The Old Testament always means human when it uses the phrase “son of man,” for example:
3 When I consider thy heavens, the work of thy fingers, the moon and the stars, which thou hast ordained;
4 What is man, that thou art mindful of him? and the son of man, that thou visitest him?
5 For thou hast made him a little lower than the angels, and hast crowned him with glory and honour.
Pronouns aside, “Son of man” is the most common way Jesus used to refer to Himself in scripture, likely a direct allusion to Daniel chapter one. “Son of man” always refers to Jesus in the New Testament, and the second chapter of Hebrews beautifully ties together the Old and New Testament uses of this phrase:
6 But one in a certain place testified, saying, What is man, that thou art mindful of him? or the son of man, that thou visitest him?
7 Thou madest him a little lower than the angels; thou crownedst him with glory and honour, and didst set him over the works of thy hands:
8 Thou hast put all things in subjection under his feet. For in that he put all in subjection under him, he left nothing [that is] not put under him. But now we see not yet all things put under him.
9 But we see Jesus, who was made a little lower than the angels for the suffering of death, crowned with glory and honour; that he by the grace of God should taste death for every man.
10 For it became him, for whom [are] all things, and by whom [are] all things, in bringing many sons unto glory, to make the captain of their salvation perfect through sufferings.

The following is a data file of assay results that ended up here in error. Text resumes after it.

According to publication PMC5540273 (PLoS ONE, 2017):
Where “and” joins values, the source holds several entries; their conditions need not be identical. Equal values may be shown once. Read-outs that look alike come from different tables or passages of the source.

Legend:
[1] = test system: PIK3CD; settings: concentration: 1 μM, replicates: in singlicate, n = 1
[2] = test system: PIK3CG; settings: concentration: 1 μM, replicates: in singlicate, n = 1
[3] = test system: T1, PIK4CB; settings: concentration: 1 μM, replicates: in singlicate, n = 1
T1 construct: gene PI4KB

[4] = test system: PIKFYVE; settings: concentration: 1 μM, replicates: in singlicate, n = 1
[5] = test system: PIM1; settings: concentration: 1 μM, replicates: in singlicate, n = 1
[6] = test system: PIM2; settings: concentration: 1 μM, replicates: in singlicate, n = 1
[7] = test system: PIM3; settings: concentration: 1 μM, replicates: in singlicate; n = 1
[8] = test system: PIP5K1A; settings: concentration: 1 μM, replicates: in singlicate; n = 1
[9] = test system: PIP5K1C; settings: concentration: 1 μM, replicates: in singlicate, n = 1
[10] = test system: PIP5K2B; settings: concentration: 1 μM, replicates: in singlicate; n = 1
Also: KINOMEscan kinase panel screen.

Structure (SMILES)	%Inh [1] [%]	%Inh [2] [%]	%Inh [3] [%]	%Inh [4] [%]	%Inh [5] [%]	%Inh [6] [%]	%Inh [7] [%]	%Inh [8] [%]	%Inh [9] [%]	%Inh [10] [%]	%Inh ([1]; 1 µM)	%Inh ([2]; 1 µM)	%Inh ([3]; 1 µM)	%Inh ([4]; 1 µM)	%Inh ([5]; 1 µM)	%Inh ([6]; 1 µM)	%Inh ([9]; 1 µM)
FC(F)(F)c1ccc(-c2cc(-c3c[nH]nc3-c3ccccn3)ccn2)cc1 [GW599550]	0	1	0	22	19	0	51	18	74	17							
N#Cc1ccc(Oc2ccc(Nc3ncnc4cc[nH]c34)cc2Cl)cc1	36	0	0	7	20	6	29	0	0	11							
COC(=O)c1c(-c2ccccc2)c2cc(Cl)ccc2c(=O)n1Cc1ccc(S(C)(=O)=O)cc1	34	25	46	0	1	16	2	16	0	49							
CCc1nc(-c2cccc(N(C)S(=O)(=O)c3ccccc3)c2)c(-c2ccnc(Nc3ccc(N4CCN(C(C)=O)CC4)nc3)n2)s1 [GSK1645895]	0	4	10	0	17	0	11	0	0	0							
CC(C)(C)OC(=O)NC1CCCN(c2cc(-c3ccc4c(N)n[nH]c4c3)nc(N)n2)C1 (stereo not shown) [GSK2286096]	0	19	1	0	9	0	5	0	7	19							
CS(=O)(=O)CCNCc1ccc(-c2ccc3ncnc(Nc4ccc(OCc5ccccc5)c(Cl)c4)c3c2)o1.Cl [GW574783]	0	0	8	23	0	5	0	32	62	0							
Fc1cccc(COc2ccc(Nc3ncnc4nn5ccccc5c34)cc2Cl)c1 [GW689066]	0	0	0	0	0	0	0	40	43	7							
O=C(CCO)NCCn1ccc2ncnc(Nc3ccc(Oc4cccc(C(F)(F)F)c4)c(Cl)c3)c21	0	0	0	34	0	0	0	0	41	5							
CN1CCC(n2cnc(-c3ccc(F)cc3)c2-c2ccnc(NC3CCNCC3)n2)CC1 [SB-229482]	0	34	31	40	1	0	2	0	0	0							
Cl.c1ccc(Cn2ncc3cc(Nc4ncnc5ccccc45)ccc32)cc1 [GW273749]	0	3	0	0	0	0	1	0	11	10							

11 For both he that sanctifieth and they who are sanctified [are] all of one: for which cause he is not ashamed to call them brethren,
12 Saying, I will declare thy name unto my brethren, in the midst of the church will I sing praise unto thee.
13 And again, I will put my trust in him. And again, Behold I and the children which God hath given me.
14 Forasmuch then as the children are partakers of flesh and blood, he also himself likewise took part of the same; that through death he might destroy him that had the power of death, that is, the devil;
15 And deliver them who through fear of death were all their lifetime subject to bondage.
16 For verily he took not on [him the nature of] angels; but he took on [him] the seed of Abraham.
17 Wherefore in all things it behoved him to be made like unto [his] brethren, that he might be a merciful and faithful high priest in things [pertaining] to God, to make reconciliation for the sins of the people.
18 For in that he himself hath suffered being tempted, he is able to succour them that are tempted.
All humans are of one blood.
24 God that made the world and all things therein, seeing that he is Lord of heaven and earth, …
26 … hath made of one blood all nations of men for to dwell on all the face of the earth, …
When the Almighty God, Our Lord Jesus Christ, came, He came in the flesh. When He came, every physical attribute of Him; His bones, His blood, His brain … His body … was human.
In His sovereignty, God could have remained distinctly distant and exalted high above us lowly humans, but He did better than that. His nobility is so sure, His virtue is so holy, His eminence is so firm, that He was able to humble Himself as a baby in the womb, and even to a humiliating execution as a criminal.